At this point, pretty much everyone knows that some form of physical activity is good for us. In fact, research shows that being physically active is pretty much the magic pill for whatever ails you. And especially as we age, it becomes very important in maintaining mobility and independence and thus, quality of life.
A form of physical activity that is a great option for many, particularly those aged over 65 years, is called Tai Chi. Though it is probably safe to say that it has been around for centuries (it stems from ancient Chinese medicine, philosophy and martial arts), it is now seeing a huge rise in popularity and visibility.
The recent popularity of Tai Chi is due to the fact that it is a low-impact form of exercise, which makes it an activity that is suited perfectly for old and young alike. Additionally, it has been researched extensively and shown to have benefits that are “vast and hard to oversell,” notably including reducing fall risk. One article challenged that it is as good for you as running, walking or CrossFit (“Why Tai Chi Is As Good For You As CrossFit,” Time Health, April 28, 2017.)
One of the most prominent benefits of Tai Chi is the reduction of fall risk through improvement in strength, balance and stability. Each year about one-third of adults aged 65 years and older experience a fall, with a good number of these falls resulting in injury and contributing to loss of mobility.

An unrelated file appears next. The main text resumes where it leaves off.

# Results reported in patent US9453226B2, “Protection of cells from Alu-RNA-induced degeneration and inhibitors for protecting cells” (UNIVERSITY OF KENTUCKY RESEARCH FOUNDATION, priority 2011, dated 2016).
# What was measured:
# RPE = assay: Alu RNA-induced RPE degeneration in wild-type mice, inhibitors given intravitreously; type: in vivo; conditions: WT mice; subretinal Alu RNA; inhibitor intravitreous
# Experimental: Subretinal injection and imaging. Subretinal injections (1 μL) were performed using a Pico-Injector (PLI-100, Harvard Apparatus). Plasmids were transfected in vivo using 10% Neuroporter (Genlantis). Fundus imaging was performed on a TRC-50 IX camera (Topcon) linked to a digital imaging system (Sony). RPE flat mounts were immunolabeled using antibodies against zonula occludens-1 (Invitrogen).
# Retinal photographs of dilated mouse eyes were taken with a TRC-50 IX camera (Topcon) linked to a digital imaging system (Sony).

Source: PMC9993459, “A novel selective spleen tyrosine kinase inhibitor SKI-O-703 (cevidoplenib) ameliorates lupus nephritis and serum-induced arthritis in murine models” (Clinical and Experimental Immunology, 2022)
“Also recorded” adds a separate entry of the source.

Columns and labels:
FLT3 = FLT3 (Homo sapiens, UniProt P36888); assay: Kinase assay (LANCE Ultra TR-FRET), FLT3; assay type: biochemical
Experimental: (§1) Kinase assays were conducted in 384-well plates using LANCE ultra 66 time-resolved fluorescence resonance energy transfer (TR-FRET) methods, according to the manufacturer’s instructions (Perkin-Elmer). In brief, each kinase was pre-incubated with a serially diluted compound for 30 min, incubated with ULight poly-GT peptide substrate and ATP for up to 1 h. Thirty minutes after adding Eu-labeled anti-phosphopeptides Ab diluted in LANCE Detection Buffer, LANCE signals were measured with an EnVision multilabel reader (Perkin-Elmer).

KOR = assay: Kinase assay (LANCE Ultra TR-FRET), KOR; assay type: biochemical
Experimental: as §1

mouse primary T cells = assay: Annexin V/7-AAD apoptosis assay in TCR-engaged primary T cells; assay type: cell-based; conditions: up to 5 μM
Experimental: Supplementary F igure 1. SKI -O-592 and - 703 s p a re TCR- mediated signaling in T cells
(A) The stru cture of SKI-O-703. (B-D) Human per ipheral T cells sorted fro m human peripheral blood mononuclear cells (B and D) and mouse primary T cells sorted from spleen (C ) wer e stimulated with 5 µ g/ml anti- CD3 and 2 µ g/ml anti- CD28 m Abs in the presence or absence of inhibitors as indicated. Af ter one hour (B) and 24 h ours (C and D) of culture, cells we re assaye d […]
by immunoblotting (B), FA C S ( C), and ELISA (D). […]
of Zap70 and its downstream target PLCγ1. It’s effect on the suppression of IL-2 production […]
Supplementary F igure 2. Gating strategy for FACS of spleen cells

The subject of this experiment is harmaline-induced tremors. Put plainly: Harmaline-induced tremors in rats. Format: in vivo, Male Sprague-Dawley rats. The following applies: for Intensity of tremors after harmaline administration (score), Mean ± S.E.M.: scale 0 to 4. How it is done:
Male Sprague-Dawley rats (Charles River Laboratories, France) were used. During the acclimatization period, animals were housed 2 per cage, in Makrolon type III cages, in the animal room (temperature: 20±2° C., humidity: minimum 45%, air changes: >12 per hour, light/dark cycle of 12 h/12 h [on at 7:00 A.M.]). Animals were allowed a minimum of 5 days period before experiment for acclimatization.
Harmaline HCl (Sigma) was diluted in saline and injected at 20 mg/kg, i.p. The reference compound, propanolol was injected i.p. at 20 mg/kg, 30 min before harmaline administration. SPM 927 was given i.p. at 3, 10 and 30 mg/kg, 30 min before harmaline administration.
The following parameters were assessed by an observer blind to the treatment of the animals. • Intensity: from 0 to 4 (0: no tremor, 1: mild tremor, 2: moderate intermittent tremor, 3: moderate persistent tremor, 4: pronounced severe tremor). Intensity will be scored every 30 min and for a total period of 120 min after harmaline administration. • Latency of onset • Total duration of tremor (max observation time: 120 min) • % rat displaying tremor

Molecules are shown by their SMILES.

Tai Chi has been shown to help prevent these falls, reducing fall risk by as much as 55 percent. Because of this, Tai Chi programs have been developed to specifically reduce falls among older adults. One of these fall-reducing programs is called Tai Chi: Moving for Better Balance, which is now available in Evanston through Uinta County Public Health.
In addition to promoting balance and mobility, Tai Chi has been shown to reduce blood pressure, improve muscular strength, improve sleep quality, reduce depression, enhance mental well-being, and improve the overall quality of life. Harvard Health Publications states that “this gentle form of exercise can prevent or erase many ills of aging and could be the perfect activity for the rest of your life.”
Because of its meditative quality, participating in Tai Chi triggers the relaxation response, which is an actual physiological change that helps to undo the negative effects of stress on the body.
“And it is really fun,” adds Tai Chi: Moving for Better Balance instructor Angie Fessler.
Tai Chi is a set of movements, known as forms, which are performed in a slow, controlled manner. The meditative quality comes through focusing on the body as it moves, and setting the tempo through controlled breathing.
Although it is low-impact, slow and smooth, Tai Chi is also continuous movement, with constant shifting of weight, which improves both stability and mobility and brings attention to the body’s base of support and the changing center of gravity.
Uinta County Public Health is offering a free Tai Chi: Movement for Better Balance Class. If you are interested in signing up for the next 12-week session, please call Uinta County Public Health at 789-9203 to be placed on the list. Classes will also be offered soon through the Uinta County Senior Center and at Rocky Mountain Care.